Blood, Lust

Let the Right One In (2008)
Dir. Tomas Alfredson
Starring Kåre Hedebrant (Oskar), Lina Leandersson (Eli), Per Ragnar (Håkan)

Thursday night’s film was “Let the Right One In”, one of my absolute favourite films of 2008, and a way, way better vampire movie than that “Twilight” nonsense that’s so popular these days. Forgive my cynicism, I’m just not at all a fan of Stephanie Meyer.

The plot of “Let the Right One In” is actually similar to the plot of “Twilight” in many ways. A young boy named Oskar, the child of divorced parents, a victim of bullying at school, and a generally quiet and odd fellow with a certain morbidity about him, meets a young girl named Eli, who has just moved into the apartment complex where Oskar lives with his mother. Oskar finds the mysterious Eli (who is only ever seen at night, and often with her adult guardian/caretaker) alluring, and the two quickly become friends. As their relationship evolves, it becomes clear that Eli is, in fact, a vampire, and following the death of Håkan, her guardian, she is vulnerable and in need of someone to help her obtain the blood that she needs to survive.

Thursday’s lecture tackled the issue of teenage sexuality, and it is no coincidence that a vampire film accompanied it. Vampires, particularly modern ones, are often represented as exuding a kind of raw, incredibly powerful sexuality, embuing them with a supernatural allure that allows them to seduce their victims. Male vampires are generally depicted as being well-dressed gentlemen, pale-skinned and handsome and, above all, youthful. Female vampires have an unearthly beauty about them, and are extremely seductive (more like succubi, really) and sexy. As the lecture mentioned, the vampire woman is not nearly as common as the vampire man, and vampire tales often involve the vampire man stalking female victims. This could be because of the traditional notion that women are more “pure” than men, who are frequently seen as predators. According to the Bureau of Justice statistics on rapes (as of 1999), 91% of rape victims are female while only 9% are male, and 99% of rapists are men. These statistics go a long way towards explaining why men are almost always the villains in horror movies, which makes the subverted gender dynamic in “Let the Right One In” all the more interesting.

But before I get to the film, I’d like to further expound on some of the connections between vampires and sexuality. According to the book “The Vampire: A Casebook” (edited by Alan Dundes), in Eastern Europe as early as the 1800s, vampires were frequently used as excuses for illicit love affairs. A woman’s extra-marital lover could disguise himself as a “vampire” and have his way with her, excusing them both for the adultery by blaming the supernatural being. The book also draws connections between the oral eroticism of a vampire sucking the blood of its victim and the exchange of bodily fluids that occurs during oral sex. Connections are even drawn between the vagina dentata of urban legend (more recently made famous in the film “Teeth”) and vampirism, as both can be seen as sex-specific fears regarding sexuality: women are scared of seduction and sex leading to their death, whereas men might see the vagina dentata as the “maternal teeth threatening to bite off their manhood”.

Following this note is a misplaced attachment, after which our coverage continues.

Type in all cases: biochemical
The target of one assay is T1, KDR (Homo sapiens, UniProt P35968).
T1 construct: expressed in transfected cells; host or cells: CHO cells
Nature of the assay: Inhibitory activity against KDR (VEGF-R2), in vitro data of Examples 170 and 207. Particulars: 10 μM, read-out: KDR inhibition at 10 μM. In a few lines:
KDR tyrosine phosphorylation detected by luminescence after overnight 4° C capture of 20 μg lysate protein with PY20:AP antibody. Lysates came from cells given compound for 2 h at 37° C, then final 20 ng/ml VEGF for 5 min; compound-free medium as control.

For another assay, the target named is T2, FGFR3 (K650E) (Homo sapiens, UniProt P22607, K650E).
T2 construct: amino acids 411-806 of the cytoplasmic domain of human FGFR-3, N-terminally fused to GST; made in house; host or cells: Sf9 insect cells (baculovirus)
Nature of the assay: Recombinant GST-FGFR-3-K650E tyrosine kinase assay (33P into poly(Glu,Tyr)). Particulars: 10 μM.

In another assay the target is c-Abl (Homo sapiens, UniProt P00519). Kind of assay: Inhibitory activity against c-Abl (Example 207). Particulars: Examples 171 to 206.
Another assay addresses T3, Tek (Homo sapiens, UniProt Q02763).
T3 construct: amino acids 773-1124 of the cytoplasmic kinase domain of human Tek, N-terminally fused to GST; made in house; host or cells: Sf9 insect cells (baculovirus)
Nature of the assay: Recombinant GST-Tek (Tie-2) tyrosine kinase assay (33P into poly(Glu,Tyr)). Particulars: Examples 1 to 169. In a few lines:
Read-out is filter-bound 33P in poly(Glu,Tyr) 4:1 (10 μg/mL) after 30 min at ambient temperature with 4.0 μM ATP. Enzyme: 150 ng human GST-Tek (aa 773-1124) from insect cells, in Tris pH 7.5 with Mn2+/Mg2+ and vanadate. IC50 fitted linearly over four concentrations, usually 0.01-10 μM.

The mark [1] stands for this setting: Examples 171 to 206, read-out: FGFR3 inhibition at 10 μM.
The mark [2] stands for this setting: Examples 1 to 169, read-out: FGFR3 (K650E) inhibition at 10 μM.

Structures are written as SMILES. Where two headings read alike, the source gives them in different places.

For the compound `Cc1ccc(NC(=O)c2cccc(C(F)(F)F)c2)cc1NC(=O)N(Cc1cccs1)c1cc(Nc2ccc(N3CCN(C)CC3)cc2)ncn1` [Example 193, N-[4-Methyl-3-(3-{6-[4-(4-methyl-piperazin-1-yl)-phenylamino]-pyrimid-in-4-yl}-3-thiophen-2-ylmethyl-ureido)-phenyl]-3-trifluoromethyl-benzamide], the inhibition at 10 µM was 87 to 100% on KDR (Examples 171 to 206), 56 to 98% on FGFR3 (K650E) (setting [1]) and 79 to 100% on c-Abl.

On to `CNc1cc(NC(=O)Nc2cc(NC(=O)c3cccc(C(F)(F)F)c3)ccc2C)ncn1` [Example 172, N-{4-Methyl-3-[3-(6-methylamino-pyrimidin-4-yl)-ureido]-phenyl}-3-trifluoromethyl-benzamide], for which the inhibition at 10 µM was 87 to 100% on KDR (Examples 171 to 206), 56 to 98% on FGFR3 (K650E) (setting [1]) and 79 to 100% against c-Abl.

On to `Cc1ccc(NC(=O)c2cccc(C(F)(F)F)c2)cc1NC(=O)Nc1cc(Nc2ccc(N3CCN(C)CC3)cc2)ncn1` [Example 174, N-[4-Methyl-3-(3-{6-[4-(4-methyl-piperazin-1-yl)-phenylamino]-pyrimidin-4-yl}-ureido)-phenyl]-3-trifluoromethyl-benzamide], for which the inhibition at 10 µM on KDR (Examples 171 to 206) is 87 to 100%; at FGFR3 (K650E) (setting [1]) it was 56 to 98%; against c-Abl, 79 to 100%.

Which brings me to “Let the Right One In”. The film subverts two of the major tropes of vampire films, which I have discussed above: the vampire in this case is female, and because Oskar is only 12 years old, almost all eroticism and sexuality is removed from the relationship that he forms with Eli. This isn’t to say that Oskar doesn’t find himself attract to Eli – he is definitely attracted to her. However, it seems as though he doesn’t know what to make of the feelings he’s experiencing. Eli puts Oskar in touch with a sort of primal instinct, a basic urge to be with the opposite sex that Oskar doesn’t know how to interpret, being only just on the cusp of puberty. There is some debate over what Eli’s intentions are with this sort of underage seduction – is she training Oskar to be the next Håkan? Or has a genuine friendship formed between Oskar and Eli? Ultimately, it is left up to the viewer to decide.

There is one shot in the film that I find particularly noteworthy as far as discussing sexuality and vampirism: a single, brief image of Eli’s mutilated genitalia. According to the novel that the film was based on, Eli was, in fact, a boy, and the mutilated genitalia seen by Oskar is the result of Eli’s castration, which was part of the ritual in which Eli became a vampire. This explanation is missing from the final film, though, and it is left up to the viewer to interpret Eli’s lack of genitalia. IMDb offers the following explanation: “What was that shot of Eli’s crotch about? To demonstrate that Eli lacks either a penis or a vagina and is not a biological female; “she” is actually a castrated boy.” Much like the age of the protagonists, Eli’s lack of genitalia removes an element of the sexuality associated with vampires.

Would you like me anyway?

Would you like me anyway?

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~ by sosayeththewatcher on June 24, 2009.

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